Elections Matter: The Race for Florida’s Governor

Even though 2014 has just begun, we’re looking down the road to the upcoming November elections. There will be many important contests this year, but there is no race that has more potential impact on climate and clean energy policy than the 2014 Florida gubernatorial election.  In the limited space we have here, we will spotlight the leading contenders from the two major parties, Rick Scott (R), and Charlie Crist (D) to see where they stand on these issues.

The Stakes are High

Why focus on this race? As the nation’s fourth most populous state (soon to become the third most populous, surpassing New York), Florida is the largest electricity market in the United States that does not have coherent energy policy. Florida’s actions on clean energy and climate can and will impact the climate debate in our country and  potentially international policy.  The state also has a lot to lose from inaction on the issue: the impact of sea level rise and increasingly powerful storm surges threaten millions of Floridians who live in low-lying areas, not to mention the effect on the state’s two biggest industries, tourism and agriculture.

Floridians have the opportunity to send a very clear and powerful message, not only to Tallahassee, but to the country and world. There is an urgent need to address climate issues and unlock our country’s largest untapped renewable energy market.

Governor Rick Scott

Governor Rick Scott. Photo credit: Wilfredo Lee, AP.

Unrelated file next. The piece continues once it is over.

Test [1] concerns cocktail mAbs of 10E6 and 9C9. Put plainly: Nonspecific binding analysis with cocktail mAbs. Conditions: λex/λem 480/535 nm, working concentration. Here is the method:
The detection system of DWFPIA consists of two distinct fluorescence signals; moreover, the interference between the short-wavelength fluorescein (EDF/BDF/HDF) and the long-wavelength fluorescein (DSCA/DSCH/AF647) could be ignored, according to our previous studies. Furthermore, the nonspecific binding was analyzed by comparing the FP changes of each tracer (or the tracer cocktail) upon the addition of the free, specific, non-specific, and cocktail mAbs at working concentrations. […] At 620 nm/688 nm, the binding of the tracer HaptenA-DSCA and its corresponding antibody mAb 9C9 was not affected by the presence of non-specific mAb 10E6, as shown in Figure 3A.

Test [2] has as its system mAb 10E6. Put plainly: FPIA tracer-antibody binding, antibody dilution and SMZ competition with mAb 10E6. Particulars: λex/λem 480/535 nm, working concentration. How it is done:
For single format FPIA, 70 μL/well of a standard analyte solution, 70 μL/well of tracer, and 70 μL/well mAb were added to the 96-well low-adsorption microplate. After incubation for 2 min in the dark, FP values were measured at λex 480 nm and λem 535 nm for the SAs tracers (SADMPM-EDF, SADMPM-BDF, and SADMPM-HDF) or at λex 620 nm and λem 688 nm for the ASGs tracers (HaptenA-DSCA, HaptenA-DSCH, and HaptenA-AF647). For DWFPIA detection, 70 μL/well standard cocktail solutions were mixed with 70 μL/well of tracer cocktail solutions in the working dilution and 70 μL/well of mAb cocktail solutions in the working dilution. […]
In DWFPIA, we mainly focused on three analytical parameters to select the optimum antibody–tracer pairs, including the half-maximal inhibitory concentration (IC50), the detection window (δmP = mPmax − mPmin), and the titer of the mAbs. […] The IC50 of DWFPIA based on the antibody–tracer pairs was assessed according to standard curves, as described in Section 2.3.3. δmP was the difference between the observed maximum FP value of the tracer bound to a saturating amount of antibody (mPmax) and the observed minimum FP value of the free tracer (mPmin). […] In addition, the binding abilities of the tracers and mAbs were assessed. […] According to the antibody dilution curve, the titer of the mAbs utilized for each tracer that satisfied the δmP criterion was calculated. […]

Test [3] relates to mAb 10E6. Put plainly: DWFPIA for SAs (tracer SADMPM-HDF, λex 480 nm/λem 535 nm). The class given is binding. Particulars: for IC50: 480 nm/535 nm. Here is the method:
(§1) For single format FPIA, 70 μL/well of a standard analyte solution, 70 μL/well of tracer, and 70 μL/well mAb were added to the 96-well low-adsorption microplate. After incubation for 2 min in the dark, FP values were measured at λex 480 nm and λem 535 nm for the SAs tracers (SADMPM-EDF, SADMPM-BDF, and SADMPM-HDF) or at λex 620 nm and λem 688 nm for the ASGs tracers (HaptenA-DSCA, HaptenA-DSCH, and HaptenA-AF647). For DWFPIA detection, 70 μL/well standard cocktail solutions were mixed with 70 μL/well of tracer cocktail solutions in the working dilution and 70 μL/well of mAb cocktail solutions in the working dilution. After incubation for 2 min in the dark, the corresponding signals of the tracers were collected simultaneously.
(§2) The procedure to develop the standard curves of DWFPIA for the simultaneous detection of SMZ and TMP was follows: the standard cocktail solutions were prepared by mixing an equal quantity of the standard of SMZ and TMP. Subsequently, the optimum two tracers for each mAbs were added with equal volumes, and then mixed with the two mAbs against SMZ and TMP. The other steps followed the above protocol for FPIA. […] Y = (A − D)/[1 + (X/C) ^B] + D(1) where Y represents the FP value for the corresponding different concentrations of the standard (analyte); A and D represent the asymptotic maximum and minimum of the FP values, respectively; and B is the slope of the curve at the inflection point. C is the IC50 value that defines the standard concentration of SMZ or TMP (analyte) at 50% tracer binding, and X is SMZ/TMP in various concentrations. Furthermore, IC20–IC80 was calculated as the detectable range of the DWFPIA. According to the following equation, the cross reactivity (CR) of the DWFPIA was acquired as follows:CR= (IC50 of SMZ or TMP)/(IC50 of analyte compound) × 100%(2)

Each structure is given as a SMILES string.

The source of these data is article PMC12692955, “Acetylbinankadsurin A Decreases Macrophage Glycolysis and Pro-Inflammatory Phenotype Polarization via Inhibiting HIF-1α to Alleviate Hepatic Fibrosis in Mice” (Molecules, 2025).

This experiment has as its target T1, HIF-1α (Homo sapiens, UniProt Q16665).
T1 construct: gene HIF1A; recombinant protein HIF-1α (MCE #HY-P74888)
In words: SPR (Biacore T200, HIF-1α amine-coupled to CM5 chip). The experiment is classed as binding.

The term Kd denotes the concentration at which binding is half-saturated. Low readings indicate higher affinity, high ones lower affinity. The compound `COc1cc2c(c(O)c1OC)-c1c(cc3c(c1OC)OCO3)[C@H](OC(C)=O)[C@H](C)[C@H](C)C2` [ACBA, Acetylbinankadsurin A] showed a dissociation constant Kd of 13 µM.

Current Governor Rick Scott has either ignored or taken actions that undermine the issue of climate change throughout his time in office. These actions include his signing of a bill eliminating Florida’s Climate Protection Act from state statute – the law designed to meet former governor Charlie Crist’s statewide greenhouse gas pollution reduction targets. There is no mention of climate or energy on his website. Scott also allowed the legislature to dissolve the state’s Energy and Climate Commission, and move the governor’s state energy office to the Department of Agriculture and Consumer Services. Initially, Agriculture Commissioner Adam Putnam showed promise on clean energy issues, but recently doesn’t seem willing to stand up to the state’s big power companies. In the end, he has done little to promote conservation and strong renewable energy policies.

The Florida governor appoints the commissioners to the Florida Public Service Commission (PSC) in consultation with the state legislature. Under Scott, the state’s biggest power companies have been allowed by the PSC to continue weak energy efficiency performance - by eroding conservation goals set in 2009.  His Commissioners threw out efficiency programs for FPL and Duke intended to meet the improved conservation goals – so half the state’s customers are still being offered ten year old efficiency programs.

During Scott’s tenure, the utilities in the state have exerted a powerful influence over state legislators and the state’s PSC. Florida Power & Light has already donated $1.5 million and Duke/Progress $800,000 to Scott’s Let’s Get to Work political committee (while raising rates for Florida consumers).  The fact that Scott appoints the Public Service Commissioners that are tasked with regulating the big power companies raises serious questions about whether this regulatory body is willing to perform any real independent oversight in the public interest.